Bernard William Meadows was born at Norwich in 1915 and trained as a painter at the Norwich School of Art. In 1937 he moved to London and studied at the Royal College of Art and the Courtauld Institute while working as an assistant to Henry Moore in his studio in Hampstead and from 1983, as Acting Director, and later consultant, of the Henry Moore Foundation.
Whilst serving in the RAF during World War II, Meadows spent time in the Cocos Islands, where the greatest natural hazard was a variety of gigantic crabs, which fascinated Meadows and whose forms he later adapted to his sculpture. He found in crabs and later, birds, a way of escaping the influence of Moore. Meadows explained that his work was ‘all about the human condition. The crabs, and the birds, and the armed figures, the pointing figures, are all about fear... perhaps not fear, its vulnerability’.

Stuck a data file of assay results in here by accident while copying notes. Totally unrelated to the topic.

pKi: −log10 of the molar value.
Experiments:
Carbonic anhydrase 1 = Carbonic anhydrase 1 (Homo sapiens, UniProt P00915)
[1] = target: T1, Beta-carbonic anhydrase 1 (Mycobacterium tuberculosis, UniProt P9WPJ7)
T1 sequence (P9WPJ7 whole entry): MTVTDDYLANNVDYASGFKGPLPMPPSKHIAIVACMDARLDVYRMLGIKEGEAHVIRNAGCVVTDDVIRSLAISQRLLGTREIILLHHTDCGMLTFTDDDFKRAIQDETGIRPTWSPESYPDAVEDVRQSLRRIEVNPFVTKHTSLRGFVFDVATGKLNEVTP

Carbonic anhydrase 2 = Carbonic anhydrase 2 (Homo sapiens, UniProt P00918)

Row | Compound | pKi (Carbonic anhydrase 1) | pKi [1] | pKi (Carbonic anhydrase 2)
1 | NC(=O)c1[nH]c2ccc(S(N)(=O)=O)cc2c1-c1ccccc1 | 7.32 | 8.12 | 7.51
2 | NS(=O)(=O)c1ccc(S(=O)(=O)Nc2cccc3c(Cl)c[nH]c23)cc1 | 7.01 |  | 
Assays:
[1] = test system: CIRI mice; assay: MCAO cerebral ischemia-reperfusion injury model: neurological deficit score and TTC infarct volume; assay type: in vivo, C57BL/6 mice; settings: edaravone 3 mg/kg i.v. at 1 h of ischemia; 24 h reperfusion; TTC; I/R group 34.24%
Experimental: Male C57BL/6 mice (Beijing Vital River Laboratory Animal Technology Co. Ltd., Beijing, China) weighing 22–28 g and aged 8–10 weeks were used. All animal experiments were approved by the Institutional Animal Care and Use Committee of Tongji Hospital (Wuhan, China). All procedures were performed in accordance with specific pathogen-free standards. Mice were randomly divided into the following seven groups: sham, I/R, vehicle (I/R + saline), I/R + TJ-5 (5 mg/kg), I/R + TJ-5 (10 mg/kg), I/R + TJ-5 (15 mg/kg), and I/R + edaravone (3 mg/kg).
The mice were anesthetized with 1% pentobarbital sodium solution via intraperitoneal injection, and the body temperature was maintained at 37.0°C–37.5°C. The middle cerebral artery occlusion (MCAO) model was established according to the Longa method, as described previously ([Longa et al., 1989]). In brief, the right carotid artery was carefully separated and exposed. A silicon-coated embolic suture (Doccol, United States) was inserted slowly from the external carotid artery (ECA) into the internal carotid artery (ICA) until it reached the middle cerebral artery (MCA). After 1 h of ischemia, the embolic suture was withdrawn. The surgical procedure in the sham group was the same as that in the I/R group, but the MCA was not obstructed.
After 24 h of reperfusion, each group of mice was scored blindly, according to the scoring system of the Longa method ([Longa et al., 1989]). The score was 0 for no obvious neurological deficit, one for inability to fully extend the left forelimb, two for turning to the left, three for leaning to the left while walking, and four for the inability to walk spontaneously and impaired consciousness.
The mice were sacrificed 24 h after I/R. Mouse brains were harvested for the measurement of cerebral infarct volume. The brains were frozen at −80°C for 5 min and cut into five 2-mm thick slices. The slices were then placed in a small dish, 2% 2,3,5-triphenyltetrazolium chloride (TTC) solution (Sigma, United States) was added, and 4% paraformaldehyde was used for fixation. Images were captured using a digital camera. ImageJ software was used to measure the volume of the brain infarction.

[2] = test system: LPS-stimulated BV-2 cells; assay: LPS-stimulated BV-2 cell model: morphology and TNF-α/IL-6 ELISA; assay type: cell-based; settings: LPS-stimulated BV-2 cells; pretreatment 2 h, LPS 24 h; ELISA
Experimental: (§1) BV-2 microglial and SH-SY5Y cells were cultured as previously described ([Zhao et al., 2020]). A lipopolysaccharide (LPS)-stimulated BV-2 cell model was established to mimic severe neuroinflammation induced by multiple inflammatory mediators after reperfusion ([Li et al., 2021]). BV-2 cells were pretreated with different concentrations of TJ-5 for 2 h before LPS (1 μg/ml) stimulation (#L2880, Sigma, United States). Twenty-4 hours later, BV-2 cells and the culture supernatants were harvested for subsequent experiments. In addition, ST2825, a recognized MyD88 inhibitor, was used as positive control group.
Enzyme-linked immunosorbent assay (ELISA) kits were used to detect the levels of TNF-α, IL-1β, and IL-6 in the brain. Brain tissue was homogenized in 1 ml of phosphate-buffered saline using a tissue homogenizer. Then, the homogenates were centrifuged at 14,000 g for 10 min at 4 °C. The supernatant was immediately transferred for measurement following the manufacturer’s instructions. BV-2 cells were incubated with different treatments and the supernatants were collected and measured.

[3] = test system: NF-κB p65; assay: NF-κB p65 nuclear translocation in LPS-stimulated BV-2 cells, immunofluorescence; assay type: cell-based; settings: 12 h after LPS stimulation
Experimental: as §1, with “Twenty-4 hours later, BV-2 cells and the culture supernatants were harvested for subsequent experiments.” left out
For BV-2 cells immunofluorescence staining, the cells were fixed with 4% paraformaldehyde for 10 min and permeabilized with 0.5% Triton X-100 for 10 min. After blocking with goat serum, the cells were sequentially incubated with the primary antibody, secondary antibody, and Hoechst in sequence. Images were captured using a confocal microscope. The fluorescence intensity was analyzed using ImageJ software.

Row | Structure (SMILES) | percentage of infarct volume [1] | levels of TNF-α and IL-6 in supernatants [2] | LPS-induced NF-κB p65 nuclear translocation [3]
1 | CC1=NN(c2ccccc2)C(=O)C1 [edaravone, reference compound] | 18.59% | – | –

In 1960, after twelve years teaching at Chelsea School of Art, he was invited to the Royal College of Art, as Professor of Sculpture, whose high-quality pupils included Elisabeth Frink. Bernard Meadows’ work can be found in the permanent collections of most major museums of modern art. 1995 marked his 80th birthday, with an exhibition of his work at the Gimpel Fils Gallery in London. He served as a member of the Fine Art Commission from 1971 to 1976 and was offered, but declined, a CBE.
His commissions included Festival of Britain in 1951. Meadows’ sculpture was both abstract and abstract with figurative allusions, in which dynamic energy can be concentrated. There was an eightieth-birthday show at Yorkshire Sculpture Park, Wakefield, in 1995, with a retrospective at Gimpel Fils. Chappel Galleries, Chappel, held a show of drawings and sculpture in 2001. Tate Gallery and many other public collections hold examples.